What should they be telling people with plenty of money?

Prompt: For your thread, please choose any 2 questions you would like to answer from the “Things to Think About” section found in the assigned

Cowan reading for this Module: Week. Include your responses to the 2 questions in one thread. I need at least 250 words in response to the

provided prompt. The thread must include at least one scholarly source plus the text—all in current APA format. Course text: Economic Parables By David Cowan,

• How do you define wealth?

How do you feel about your wealth and how you acquire it?

• Is consumerism a bad thing?

Do you see a difference between consumerism and consumption?

• When does our attitude toward wealth and consuming create a barrier between us and God? • As part of faithful discipleship, how should we change our ideas about wealth? Can you name three things you could change today? If so, how could you change them?

• Do you worry too much about paying your bills and about your job security?

Is it tempting to think you are at the mercy of economic forces beyond your control—beyond even God’s control? •

Is it possible for a Christian to be rich and a good disciple?

Is there a threshold of wealth that a Christian cannot cross? •

Do you think it is more difficult to be a disciple in today’s economy than in the economy of Jesus’ time?

What differences are there between the two situations?

• Do you think churches and theologians are too negative about globalization and the free enterprise system?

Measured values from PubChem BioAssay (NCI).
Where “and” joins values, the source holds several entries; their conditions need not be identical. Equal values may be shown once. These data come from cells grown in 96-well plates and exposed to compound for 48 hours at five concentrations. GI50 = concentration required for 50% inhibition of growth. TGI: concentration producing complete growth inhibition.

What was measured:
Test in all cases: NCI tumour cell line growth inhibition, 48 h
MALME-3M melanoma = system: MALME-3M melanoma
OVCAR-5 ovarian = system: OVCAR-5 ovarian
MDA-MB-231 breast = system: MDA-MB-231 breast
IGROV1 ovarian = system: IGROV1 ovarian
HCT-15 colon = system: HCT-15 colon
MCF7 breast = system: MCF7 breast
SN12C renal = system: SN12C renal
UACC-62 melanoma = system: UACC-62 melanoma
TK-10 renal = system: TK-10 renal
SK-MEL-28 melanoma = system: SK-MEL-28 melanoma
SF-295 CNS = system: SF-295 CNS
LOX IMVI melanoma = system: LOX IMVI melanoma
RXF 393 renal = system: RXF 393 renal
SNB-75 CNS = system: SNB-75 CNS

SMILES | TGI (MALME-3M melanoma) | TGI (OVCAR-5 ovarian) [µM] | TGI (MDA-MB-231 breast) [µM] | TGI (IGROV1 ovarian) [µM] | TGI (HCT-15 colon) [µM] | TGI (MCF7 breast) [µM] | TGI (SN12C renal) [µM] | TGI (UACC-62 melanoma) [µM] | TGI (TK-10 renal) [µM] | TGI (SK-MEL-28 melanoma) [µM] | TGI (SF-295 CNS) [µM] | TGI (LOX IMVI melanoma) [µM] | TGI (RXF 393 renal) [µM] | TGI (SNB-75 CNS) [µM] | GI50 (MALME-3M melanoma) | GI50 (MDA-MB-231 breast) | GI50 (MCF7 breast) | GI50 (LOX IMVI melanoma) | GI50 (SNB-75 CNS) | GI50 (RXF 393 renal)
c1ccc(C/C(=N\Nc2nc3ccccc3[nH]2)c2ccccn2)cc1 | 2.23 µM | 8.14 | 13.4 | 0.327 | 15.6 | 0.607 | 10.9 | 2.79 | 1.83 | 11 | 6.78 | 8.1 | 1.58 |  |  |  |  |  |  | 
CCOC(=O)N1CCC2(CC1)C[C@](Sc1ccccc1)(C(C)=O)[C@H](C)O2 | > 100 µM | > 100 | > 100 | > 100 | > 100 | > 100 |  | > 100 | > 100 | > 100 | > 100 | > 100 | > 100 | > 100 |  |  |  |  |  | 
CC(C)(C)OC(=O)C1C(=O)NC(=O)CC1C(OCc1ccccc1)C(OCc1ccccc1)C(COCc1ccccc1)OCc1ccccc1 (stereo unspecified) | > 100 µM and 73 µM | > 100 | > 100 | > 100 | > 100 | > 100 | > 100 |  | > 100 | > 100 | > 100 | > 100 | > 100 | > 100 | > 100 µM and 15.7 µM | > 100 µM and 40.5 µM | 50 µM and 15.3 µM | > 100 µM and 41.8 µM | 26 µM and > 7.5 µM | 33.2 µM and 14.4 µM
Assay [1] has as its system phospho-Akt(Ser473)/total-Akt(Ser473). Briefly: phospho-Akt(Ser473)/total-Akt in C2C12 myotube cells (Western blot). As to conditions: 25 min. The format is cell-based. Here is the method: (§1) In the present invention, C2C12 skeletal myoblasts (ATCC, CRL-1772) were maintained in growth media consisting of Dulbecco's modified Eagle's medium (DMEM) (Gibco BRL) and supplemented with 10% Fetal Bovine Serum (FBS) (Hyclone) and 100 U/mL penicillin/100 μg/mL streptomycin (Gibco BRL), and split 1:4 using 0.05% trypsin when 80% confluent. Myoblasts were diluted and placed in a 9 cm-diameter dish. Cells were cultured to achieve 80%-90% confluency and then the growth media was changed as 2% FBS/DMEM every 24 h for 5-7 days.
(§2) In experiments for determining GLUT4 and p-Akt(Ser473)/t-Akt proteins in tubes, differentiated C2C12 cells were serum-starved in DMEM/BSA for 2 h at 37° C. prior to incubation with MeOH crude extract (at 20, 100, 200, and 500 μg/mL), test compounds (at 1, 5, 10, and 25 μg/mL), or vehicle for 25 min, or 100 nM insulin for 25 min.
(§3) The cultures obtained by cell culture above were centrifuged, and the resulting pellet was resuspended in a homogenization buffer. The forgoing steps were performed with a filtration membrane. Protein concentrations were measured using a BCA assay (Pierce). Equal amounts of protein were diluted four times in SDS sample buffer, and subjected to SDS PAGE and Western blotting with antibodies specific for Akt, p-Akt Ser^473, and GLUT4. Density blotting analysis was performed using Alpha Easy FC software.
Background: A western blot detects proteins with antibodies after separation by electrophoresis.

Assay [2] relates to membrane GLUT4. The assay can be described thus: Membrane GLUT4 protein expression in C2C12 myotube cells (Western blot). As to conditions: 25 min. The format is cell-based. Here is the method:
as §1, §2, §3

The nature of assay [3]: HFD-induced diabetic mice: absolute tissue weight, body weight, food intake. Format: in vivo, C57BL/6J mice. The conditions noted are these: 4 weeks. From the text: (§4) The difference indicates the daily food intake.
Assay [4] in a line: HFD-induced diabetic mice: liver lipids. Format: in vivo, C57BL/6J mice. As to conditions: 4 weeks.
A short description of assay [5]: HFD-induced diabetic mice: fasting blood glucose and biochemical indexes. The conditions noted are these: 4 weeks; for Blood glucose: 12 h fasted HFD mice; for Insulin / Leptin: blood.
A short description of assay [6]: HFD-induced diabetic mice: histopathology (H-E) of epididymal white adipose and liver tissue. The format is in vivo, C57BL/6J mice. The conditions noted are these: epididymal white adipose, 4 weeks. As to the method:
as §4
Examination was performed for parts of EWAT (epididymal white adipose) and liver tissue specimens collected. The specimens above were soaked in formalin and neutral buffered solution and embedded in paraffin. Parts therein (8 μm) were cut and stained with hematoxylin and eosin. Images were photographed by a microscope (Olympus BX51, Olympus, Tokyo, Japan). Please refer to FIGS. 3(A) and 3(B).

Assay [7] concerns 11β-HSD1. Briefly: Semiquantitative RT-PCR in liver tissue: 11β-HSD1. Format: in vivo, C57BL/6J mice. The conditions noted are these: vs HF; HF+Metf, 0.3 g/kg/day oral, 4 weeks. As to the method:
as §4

What should they be telling people with plenty of money?



One way to define wealth is to consider it as a state of having an abundance of resources or possessions, which can include money, property, investments, and other assets. However, wealth can also be subjective and may differ depending on individual perceptions and values. For example, some people may consider their health, relationships, or sense of purpose as the most valuable aspects of their wealth.

Regarding my personal wealth, I am grateful for the opportunities and resources I have, but I also acknowledge that there are many others who have far less. I strive to be a responsible steward of my resources and to use them in ways that align with my values and support the well-being of others.

Consumerism refers to the culture of constantly pursuing and acquiring material possessions and goods, often at the expense of personal well-being and environmental sustainability. While consumption is a natural part of human life, consumerism represents an extreme form of it, fueled by marketing and advertising that encourages people to buy more than they need or can afford.

Our attitude towards wealth and consumption can create a barrier between us and God when we prioritize material possessions over spiritual values or neglect the needs of others. As faithful disciples, we should strive to cultivate a mindset of generosity and stewardship, recognizing that all resources ultimately come from God. Three things